Accessibility links

Gandhara Podcast: Dostum, Afghanistan’s Quintessential Strongman


FILE: Afghan Vice President Abdul Rashid Dostum (L) walks at his headquarters in Sheberghan, capital of northern Jowzjan province in July 2015.

For over three decades, current Afghan First Vice President General Abdul Rashid Dostum has been a fixture on the Afghan political and military scene. In the 1980s, he rose through the ranks to become one of the most effective and daring pro-communist generals. During the initial years of the civil war following the collapse of the communist regime in 1992, Dostum carved out a fiefdom in northern Afghanistan while fighting with and against the various factions vying for power in the capital, Kabul.

Dostum’s military prowess helped his return to Afghanistan in 2001, when he joined the U.S.-led military alliance against the Taliban. His military role, similar to leaders of various Afghan armed factions, is shadowed by accusations of serious abuses and human rights violations.

By donning a suite and reorganizing his Junish-e Milli Islami Afghanistan party, Dostum turned into a major powerbroker in Afghanistan’s current political system. His solid vote bank among the country’s Turkic minority, predominantly fellow Uzbeks, finally propelled him to become the first vice president in 2014.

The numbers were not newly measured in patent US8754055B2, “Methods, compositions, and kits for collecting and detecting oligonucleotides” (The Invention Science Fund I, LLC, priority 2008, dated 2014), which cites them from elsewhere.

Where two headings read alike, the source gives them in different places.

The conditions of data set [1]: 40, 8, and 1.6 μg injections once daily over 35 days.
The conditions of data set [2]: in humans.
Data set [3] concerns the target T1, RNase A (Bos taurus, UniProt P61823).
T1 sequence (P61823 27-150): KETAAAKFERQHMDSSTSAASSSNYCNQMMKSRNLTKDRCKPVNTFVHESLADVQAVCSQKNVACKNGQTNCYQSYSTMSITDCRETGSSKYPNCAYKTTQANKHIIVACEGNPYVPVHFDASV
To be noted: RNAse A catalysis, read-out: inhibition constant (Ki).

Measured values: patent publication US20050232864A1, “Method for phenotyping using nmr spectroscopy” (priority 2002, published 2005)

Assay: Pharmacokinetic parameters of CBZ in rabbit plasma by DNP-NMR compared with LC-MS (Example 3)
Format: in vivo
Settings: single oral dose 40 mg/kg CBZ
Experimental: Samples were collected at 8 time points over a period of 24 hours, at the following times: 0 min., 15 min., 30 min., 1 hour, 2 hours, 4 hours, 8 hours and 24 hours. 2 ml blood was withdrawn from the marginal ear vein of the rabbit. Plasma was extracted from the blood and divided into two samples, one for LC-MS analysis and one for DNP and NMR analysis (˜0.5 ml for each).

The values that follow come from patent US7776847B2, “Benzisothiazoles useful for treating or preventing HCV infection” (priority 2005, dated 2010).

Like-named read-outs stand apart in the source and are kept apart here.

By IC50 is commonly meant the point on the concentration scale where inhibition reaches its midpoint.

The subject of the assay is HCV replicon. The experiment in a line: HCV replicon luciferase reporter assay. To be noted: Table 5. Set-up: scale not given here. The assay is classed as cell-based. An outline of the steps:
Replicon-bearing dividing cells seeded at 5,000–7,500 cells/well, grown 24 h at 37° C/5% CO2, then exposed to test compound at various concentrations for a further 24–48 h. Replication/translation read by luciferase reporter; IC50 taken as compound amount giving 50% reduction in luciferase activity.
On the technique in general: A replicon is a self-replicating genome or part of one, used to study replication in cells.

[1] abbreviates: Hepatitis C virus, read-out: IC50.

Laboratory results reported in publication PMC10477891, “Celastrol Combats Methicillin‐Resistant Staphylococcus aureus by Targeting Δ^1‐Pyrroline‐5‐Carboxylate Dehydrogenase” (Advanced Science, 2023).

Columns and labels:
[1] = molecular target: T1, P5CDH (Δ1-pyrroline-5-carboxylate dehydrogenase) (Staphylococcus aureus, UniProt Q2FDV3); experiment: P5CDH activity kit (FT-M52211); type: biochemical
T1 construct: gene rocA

Now Dostum is a heartbeat away from following President Ashraf Ghani as Afghanistan’s leader, and his current role has not been without controversy. The two share a complicated, and often rocky, alliance and working relationship. The Afghan attorney general’s office is investigating accusations that Dostum tortured a political rival. His frequent expeditions into northern Afghanistan to ostensibly fight the Taliban and the Islamic State militants have raised allegations of abuse at the hands of local militias loyal to him.

To discuss the many facets of Dostum, we turned to Patricia Gossman, a senior Human Rights Watch researcher who has probed grave abuses in Afghanistan. From Canada, Dostum’s former political adviser Yaqub Rahmaty joined us. In Kabul, journalist Sultan Faizi contributed useful insight into the current goings on in the Afghan corridors of power. Faizi has worked as a media adviser to the vice president’s office. I pitched in from Prague, and my colleague and RFE/RL’s Media Relations Manager Muhammad Tahir moderated the discussion from our broadcast studios in Washington.

Listen to or download the Gandhara Podcast:

The views expressed in this podcast do not necessarily reflect the views of RFE/RL.

XS
SM
MD
LG